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Wednesday, November 25, 1998 Published at 13:30 GMT


Britain calls for germ warfare control

Iraqi rockets and bombs filled with biological and chemical agents

By the BBC Radio 4 Today programme's Michael Williams

Rapid advances in the biological sciences promise much in the way of new therapies, but they may also bring us frightening new weapons.

Fears about the military use of such research have prompted the UK government to push for strict international controls.

Michael Williams explains the new controls required
More than 150 countries have signed the Biological Weapons Convention drawn up a quarter of a century ago, but it has not stopped some countries developing biological agents.

The Human Genome Project for example - which aims to map the landscape of the human genetic code - is an example of the giant leaps that are being made in this field.

But there are those who might use that knowledge to create appalling arsenals - potentially even to the point of creating biological agents capable of attacking only certain ethnic groups, using genetic differences to home in on the victims.

Foreign Office Minister Tony Lloyd says the Biological Weapons Convention needs to be strengthened to cope with rapid advances in knowledge and technology.

He says he believes the potential for new weapons is both "extraordinary and frightening".

Michael Moody: "a genuine strategic approach" is required
The UK Government says the Convention as it stands is powerless to stop a dangerous proliferation of new weapons.

Mr Lloyd says a new international treaty is now required to inspect suspect sites and to provide legal sanctions against those countries which persist in developing biological arsenals.

Call for strategic approach

Michael Moody, president of the Chemical Biological Arms Control Institute, believes that the task will demand a thorough and concerted international approach.

He said: "The problem of biological weapons is a complicated challenge, and it requires not just a single instrument to solve the problem but a variety of policy tools working together - arms control and strengthening the Convention are very important.

"But so are export controls, so are defence capabilities, so is our diplomatic effort and we're only really going to deal with the problem effectively if we integrate all of these possible tools into a genuine strategic approach."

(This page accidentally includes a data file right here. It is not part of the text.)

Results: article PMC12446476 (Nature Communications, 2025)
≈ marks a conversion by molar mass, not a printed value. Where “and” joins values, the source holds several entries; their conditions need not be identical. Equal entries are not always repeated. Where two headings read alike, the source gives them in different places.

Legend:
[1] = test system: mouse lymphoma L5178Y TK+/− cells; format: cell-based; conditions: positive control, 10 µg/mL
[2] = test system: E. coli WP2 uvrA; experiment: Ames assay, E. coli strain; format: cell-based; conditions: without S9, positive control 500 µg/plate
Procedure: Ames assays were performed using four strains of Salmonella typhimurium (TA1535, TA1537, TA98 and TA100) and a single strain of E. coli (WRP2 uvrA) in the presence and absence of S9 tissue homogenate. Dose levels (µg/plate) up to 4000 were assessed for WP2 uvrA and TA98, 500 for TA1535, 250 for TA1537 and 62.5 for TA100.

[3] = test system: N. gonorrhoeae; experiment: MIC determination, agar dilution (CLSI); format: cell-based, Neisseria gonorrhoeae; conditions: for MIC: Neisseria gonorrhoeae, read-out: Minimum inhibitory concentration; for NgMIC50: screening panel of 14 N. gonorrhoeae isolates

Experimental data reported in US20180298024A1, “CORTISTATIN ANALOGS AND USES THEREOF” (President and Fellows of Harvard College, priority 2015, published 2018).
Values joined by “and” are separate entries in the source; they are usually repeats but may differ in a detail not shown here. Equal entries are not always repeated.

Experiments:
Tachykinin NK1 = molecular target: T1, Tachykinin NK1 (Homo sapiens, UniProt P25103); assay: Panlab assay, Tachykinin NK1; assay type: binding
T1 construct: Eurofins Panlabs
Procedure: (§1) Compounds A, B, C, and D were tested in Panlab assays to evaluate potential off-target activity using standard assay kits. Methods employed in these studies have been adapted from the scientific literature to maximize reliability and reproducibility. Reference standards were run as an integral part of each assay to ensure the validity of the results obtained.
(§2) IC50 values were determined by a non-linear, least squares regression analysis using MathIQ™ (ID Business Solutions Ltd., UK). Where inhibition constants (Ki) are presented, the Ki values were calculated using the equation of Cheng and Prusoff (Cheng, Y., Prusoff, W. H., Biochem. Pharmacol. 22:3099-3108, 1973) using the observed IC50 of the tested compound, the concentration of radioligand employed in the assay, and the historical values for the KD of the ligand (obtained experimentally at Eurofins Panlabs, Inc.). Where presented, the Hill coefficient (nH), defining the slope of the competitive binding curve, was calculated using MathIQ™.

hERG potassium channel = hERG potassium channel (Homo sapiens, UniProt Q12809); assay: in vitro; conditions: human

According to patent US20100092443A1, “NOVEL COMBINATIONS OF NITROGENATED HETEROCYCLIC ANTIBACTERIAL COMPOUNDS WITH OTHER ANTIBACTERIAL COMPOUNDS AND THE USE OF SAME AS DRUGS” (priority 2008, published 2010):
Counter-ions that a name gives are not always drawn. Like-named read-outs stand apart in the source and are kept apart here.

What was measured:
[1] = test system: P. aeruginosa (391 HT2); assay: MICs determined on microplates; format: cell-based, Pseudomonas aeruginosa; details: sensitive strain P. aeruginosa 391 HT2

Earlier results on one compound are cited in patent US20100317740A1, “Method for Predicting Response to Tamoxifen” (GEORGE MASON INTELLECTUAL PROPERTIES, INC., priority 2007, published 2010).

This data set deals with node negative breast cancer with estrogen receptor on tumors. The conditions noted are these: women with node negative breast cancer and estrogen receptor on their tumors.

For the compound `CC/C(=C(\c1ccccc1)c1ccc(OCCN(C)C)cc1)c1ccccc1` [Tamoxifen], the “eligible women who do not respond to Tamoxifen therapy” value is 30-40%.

The Biological Weapons Convention now has 159 signatories, among them Iran, Iraq, Libya and China.

Terrible threats

These are just a few of the nations also thought to possess or develop biological weapons.

Mr Moody: "we have to be reasonable"
The overwhelming majority of signatories differ on the complex details and there are major differences on the substance of the proposals.

Some countries object to the prospect of surprise inspections and many developing nations are more enthusiastic about taking advantage of provisions in the Convention which allow for biological information to be shared.

Since the mid-1970s, when research first offered the opportunity of genetic engineering, biological sciences have flourished.

They promised great benefits, but also encompassed terrible threats.

Biological weapons of the future might be engineered to make them more infective or longer-lasting.

Frightening potential

Some fear that toxins and diseases could be formulated to attack individuals or ethnic groups, using markers in their genetic code to target specific victims.

The British Medical Association is so concerned about the potential threats that it will soon publish its own study of the problem.

Vivian Nathanson, the BMA's head of science and health policy, says there is growing evidence that a number of countries are investigating new biological research for its weapons potential.

She believes the world must act to prevent their development before it is too late.

She said: "In the past, nobody has really tried to stop a weapon before it was produced. So we may now be entering a new arena of weapons control."

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